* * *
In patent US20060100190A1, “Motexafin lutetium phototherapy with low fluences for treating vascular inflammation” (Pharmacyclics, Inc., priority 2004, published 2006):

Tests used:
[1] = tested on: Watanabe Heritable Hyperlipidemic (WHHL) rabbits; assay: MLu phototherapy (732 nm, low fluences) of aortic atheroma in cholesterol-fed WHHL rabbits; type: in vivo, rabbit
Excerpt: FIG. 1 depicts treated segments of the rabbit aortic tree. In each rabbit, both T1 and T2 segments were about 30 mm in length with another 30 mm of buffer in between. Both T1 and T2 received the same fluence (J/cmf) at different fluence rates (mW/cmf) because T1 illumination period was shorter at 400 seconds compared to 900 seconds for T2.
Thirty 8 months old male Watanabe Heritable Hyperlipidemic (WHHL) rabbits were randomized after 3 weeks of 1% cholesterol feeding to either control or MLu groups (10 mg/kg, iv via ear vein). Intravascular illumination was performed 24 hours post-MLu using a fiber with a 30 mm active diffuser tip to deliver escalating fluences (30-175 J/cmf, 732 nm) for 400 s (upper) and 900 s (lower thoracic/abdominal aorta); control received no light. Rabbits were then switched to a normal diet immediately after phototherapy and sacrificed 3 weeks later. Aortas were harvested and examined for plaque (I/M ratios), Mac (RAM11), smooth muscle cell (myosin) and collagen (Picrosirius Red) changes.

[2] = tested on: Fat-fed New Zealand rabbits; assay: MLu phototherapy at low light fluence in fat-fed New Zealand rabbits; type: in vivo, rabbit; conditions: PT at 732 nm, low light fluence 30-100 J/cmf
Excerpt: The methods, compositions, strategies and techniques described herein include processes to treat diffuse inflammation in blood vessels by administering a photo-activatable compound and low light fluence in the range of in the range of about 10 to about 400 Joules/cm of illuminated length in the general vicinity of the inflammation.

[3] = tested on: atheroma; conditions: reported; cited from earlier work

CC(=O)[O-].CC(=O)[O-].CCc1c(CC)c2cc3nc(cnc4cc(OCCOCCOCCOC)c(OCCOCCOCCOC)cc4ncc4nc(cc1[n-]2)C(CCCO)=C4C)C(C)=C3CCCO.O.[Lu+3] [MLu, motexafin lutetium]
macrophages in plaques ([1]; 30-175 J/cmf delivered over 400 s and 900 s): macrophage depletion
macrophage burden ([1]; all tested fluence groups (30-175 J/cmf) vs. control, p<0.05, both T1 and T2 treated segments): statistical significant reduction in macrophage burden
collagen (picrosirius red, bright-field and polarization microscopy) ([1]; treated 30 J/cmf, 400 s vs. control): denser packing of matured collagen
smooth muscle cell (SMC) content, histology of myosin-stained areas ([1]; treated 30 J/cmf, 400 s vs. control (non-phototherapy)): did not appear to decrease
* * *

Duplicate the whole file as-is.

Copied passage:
In patent US20060100190A1, “Motexafin lutetium phototherapy with low fluences for treating vascular inflammation” (Pharmacyclics, Inc., priority 2004, published 2006):

Tests used:
[1] = tested on: Watanabe Heritable Hyperlipidemic (WHHL) rabbits; assay: MLu phototherapy (732 nm, low fluences) of aortic atheroma in cholesterol-fed WHHL rabbits; type: in vivo, rabbit
Excerpt: FIG. 1 depicts treated segments of the rabbit aortic tree. In each rabbit, both T1 and T2 segments were about 30 mm in length with another 30 mm of buffer in between. Both T1 and T2 received the same fluence (J/cmf) at different fluence rates (mW/cmf) because T1 illumination period was shorter at 400 seconds compared to 900 seconds for T2.
Thirty 8 months old male Watanabe Heritable Hyperlipidemic (WHHL) rabbits were randomized after 3 weeks of 1% cholesterol feeding to either control or MLu groups (10 mg/kg, iv via ear vein). Intravascular illumination was performed 24 hours post-MLu using a fiber with a 30 mm active diffuser tip to deliver escalating fluences (30-175 J/cmf, 732 nm) for 400 s (upper) and 900 s (lower thoracic/abdominal aorta); control received no light. Rabbits were then switched to a normal diet immediately after phototherapy and sacrificed 3 weeks later. Aortas were harvested and examined for plaque (I/M ratios), Mac (RAM11), smooth muscle cell (myosin) and collagen (Picrosirius Red) changes.

[2] = tested on: Fat-fed New Zealand rabbits; assay: MLu phototherapy at low light fluence in fat-fed New Zealand rabbits; type: in vivo, rabbit; conditions: PT at 732 nm, low light fluence 30-100 J/cmf
Excerpt: The methods, compositions, strategies and techniques described herein include processes to treat diffuse inflammation in blood vessels by administering a photo-activatable compound and low light fluence in the range of in the range of about 10 to about 400 Joules/cm of illuminated length in the general vicinity of the inflammation.

[3] = tested on: atheroma; conditions: reported; cited from earlier work

CC(=O)[O-].CC(=O)[O-].CCc1c(CC)c2cc3nc(cnc4cc(OCCOCCOCCOC)c(OCCOCCOCCOC)cc4ncc4nc(cc1[n-]2)C(CCCO)=C4C)C(C)=C3CCCO.O.[Lu+3] [MLu, motexafin lutetium]
macrophages in plaques ([1]; 30-175 J/cmf delivered over 400 s and 900 s): macrophage depletion
macrophage burden ([1]; all tested fluence groups (30-175 J/cmf) vs. control, p<0.05, both T1 and T2 treated segments): statistical significant reduction in macrophage burden
collagen (picrosirius red, bright-field and polarization microscopy) ([1]; treated 30 J/cmf, 400 s vs. control): denser packing of matured collagen
smooth muscle cell (SMC) content, histology of myosin-stained areas ([1]; treated 30 J/cmf, 400 s vs. control (non-phototherapy)): did not appear to decrease